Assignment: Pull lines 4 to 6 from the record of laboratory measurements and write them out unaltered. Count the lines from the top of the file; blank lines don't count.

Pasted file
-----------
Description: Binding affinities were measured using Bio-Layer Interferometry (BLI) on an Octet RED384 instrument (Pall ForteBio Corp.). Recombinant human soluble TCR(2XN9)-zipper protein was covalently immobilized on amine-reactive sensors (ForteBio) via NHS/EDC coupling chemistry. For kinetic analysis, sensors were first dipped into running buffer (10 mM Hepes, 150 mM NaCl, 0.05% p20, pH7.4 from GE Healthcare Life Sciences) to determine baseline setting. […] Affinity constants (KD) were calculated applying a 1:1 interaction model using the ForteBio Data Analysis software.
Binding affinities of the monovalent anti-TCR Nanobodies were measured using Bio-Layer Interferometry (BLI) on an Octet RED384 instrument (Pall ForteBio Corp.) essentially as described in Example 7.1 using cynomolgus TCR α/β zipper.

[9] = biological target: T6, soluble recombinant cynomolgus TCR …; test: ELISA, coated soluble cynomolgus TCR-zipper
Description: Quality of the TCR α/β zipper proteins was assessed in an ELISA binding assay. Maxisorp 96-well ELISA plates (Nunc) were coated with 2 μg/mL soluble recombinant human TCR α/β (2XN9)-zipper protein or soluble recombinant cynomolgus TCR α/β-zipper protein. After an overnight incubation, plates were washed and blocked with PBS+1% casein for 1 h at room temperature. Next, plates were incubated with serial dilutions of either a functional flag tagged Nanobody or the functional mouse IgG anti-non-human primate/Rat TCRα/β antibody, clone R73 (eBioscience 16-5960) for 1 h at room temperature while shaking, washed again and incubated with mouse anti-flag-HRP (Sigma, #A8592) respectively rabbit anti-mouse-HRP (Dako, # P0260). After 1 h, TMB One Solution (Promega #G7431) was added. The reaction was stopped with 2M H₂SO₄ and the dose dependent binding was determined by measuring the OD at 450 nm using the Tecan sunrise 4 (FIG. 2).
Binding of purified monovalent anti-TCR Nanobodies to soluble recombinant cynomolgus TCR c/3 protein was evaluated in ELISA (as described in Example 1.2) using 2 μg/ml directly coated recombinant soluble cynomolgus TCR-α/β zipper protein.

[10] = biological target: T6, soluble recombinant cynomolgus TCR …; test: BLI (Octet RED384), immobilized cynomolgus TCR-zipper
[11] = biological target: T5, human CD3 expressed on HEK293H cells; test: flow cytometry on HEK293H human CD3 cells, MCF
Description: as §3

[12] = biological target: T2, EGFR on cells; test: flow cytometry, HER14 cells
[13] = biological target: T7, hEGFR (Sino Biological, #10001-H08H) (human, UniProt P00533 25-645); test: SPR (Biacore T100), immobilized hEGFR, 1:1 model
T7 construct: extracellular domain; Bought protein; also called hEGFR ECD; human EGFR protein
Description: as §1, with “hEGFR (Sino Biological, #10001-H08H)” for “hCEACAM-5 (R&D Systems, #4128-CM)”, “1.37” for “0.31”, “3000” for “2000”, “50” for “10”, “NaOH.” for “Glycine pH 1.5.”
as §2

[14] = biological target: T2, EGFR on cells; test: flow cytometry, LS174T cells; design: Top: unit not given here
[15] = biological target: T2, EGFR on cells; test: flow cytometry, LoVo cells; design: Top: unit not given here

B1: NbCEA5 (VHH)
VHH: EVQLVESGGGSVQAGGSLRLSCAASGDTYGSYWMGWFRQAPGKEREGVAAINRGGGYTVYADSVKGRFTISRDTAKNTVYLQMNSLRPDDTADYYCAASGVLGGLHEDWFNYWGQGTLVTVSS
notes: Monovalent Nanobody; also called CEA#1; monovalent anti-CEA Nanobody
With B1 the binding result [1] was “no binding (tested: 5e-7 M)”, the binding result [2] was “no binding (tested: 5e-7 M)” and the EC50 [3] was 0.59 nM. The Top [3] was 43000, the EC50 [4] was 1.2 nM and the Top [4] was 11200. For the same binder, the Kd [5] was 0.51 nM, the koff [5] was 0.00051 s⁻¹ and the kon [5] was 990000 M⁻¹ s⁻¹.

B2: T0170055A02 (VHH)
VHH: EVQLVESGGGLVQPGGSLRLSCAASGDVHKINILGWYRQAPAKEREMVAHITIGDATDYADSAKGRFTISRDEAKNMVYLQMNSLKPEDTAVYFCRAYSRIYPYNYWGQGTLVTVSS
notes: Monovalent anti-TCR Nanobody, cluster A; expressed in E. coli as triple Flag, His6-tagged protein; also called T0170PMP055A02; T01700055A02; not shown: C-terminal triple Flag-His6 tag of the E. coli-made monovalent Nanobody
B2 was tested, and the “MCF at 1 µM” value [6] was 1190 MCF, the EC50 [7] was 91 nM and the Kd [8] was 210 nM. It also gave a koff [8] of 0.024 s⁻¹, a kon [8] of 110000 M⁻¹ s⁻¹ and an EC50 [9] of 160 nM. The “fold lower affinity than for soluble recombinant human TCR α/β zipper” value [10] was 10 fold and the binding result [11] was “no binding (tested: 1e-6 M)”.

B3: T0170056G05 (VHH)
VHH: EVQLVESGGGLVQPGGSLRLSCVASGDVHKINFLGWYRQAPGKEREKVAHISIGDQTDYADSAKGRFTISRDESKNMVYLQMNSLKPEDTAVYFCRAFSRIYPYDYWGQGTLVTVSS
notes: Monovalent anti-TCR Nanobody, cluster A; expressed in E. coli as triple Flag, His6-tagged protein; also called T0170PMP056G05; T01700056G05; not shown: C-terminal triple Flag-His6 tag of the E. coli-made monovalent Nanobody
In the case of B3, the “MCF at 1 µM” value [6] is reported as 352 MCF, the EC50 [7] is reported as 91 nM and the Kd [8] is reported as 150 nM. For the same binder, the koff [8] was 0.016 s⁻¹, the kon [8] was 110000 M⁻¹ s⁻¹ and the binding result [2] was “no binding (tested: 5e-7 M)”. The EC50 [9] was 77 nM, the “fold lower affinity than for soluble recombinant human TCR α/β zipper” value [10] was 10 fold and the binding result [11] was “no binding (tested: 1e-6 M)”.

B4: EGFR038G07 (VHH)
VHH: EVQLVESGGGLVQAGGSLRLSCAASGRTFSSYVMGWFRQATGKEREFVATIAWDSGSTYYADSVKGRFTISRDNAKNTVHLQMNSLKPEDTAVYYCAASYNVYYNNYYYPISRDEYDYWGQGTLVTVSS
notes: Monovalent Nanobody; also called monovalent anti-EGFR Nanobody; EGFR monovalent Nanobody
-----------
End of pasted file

Description: Quality of the TCR α/β zipper proteins was assessed in an ELISA binding assay. Maxisorp 96-well ELISA plates (Nunc) were coated with 2 μg/mL soluble recombinant human TCR α/β (2XN9)-zipper protein or soluble recombinant cynomolgus TCR α/β-zipper protein. After an overnight incubation, plates were washed and blocked with PBS+1% casein for 1 h at room temperature. Next, plates were incubated with serial dilutions of either a functional flag tagged Nanobody or the functional mouse IgG anti-non-human primate/Rat TCRα/β antibody, clone R73 (eBioscience 16-5960) for 1 h at room temperature while shaking, washed again and incubated with mouse anti-flag-HRP (Sigma, #A8592) respectively rabbit anti-mouse-HRP (Dako, # P0260). After 1 h, TMB One Solution (Promega #G7431) was added. The reaction was stopped with 2M H₂SO₄ and the dose dependent binding was determined by measuring the OD at 450 nm using the Tecan sunrise 4 (FIG. 2).
Binding of purified monovalent anti-TCR Nanobodies to soluble recombinant cynomolgus TCR c/3 protein was evaluated in ELISA (as described in Example 1.2) using 2 μg/ml directly coated recombinant soluble cynomolgus TCR-α/β zipper protein.

[10] = biological target: T6, soluble recombinant cynomolgus TCR …; test: BLI (Octet RED384), immobilized cynomolgus TCR-zipper